Genome-wide analysis of clustering patterns and flanking characteristics for plant microRNA genes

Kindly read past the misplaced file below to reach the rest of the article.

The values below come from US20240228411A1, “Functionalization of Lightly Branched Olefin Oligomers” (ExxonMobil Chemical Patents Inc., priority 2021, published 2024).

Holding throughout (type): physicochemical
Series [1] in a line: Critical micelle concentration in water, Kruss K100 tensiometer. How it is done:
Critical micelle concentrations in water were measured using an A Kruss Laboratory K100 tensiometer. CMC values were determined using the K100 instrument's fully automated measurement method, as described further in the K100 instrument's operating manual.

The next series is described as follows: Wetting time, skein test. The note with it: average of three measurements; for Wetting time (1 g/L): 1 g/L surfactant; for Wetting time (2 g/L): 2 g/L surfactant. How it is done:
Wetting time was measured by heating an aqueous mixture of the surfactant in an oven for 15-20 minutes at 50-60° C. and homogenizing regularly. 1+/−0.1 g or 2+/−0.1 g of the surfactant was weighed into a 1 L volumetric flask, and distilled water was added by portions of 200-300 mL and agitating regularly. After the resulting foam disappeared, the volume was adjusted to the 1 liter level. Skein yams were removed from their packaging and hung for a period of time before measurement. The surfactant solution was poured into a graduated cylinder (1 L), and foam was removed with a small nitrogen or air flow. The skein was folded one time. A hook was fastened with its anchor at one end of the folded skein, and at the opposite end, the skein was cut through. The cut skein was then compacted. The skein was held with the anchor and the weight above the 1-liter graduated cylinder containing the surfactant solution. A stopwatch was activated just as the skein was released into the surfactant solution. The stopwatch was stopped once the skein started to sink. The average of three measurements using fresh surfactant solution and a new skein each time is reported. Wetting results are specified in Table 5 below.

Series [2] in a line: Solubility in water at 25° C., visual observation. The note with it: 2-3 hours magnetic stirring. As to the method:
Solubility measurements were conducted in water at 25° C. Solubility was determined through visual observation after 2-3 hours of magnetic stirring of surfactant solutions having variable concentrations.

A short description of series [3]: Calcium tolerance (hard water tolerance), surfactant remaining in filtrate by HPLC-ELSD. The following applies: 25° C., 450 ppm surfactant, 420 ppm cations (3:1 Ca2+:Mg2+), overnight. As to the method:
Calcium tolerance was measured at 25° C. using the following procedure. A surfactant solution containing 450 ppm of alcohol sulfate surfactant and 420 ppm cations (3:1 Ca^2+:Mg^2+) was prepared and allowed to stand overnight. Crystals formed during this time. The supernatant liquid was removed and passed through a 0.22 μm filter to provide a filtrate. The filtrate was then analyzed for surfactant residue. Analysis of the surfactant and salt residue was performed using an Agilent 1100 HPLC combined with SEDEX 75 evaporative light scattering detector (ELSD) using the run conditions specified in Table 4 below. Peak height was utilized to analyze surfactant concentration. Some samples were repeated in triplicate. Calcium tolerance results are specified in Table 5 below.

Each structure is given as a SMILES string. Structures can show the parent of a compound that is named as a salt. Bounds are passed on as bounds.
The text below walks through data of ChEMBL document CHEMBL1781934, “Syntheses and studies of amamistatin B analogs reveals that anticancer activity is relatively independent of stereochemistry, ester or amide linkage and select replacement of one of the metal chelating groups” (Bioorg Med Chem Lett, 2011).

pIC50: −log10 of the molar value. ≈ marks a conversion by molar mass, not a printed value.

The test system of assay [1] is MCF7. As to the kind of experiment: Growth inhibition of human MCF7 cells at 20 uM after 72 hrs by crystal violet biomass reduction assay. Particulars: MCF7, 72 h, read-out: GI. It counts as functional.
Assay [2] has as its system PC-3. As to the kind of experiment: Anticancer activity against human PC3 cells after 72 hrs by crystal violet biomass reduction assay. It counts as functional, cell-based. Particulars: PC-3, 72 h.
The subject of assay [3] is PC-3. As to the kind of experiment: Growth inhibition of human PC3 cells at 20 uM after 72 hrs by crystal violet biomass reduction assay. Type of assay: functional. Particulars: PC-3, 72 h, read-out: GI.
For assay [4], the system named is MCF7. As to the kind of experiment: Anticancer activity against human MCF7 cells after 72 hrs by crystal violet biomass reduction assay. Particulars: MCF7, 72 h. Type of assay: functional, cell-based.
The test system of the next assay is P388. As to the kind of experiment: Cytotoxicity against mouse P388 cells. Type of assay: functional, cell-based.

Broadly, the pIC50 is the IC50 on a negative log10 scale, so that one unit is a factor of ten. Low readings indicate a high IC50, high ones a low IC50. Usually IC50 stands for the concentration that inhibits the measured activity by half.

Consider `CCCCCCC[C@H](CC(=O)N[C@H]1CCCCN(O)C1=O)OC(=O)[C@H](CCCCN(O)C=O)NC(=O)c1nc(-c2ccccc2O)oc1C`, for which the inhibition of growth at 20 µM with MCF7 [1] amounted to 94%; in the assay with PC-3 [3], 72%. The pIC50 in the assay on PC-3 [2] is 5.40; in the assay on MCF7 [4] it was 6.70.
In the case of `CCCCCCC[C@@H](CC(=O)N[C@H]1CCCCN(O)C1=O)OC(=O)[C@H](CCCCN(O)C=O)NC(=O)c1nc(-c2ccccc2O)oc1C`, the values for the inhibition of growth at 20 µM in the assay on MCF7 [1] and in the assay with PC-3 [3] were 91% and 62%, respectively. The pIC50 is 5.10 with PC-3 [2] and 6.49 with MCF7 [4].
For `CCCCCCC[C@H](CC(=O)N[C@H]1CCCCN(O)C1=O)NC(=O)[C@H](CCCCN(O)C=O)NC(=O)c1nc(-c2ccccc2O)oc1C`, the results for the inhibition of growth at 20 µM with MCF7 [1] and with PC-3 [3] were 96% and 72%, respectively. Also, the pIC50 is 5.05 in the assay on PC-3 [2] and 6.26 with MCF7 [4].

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MicroRNAs (miRNAs) have been proven to play important roles at the post-transcriptional level in animals and plants. To investigate clustering patterns and specific sequence characteristics in the flanking regions of plant miRNA genes, we performed genome-wide analyses of Arabidopsis thaliana, Populus trichocarpa, Oryza sativa and Sorghum bicolor. Our results showed that miRNA pair distances were significantly higher than would have been expected to occur at random and that the number of miRNA gene pairs separated by very short distances of < 1 kb was higher than of protein-coding gene pairs. Analysis of the promoter architecture of different miRNA genes in plants revealed significant differences in the number and distribution of core promoters between intergenic miRNAs and intragenic miRNAs, and between highly conserved miRNAs and low conserved or nonconserved miRNAs. We applied two motif-finding algorithms to search for over-represented, statistically significant sequence motifs, and discovered six species-specific motifs across the four plant species studied. Moreover, we also identified, for the first time, several significantly over-represented motifs that were associated with conserved miRNAs, and these motifs may be useful for understanding the mechanism of origin of new plant miRNAs. The results presented provide a new insight into the transcriptional regulation and processing of plant miRNAs.

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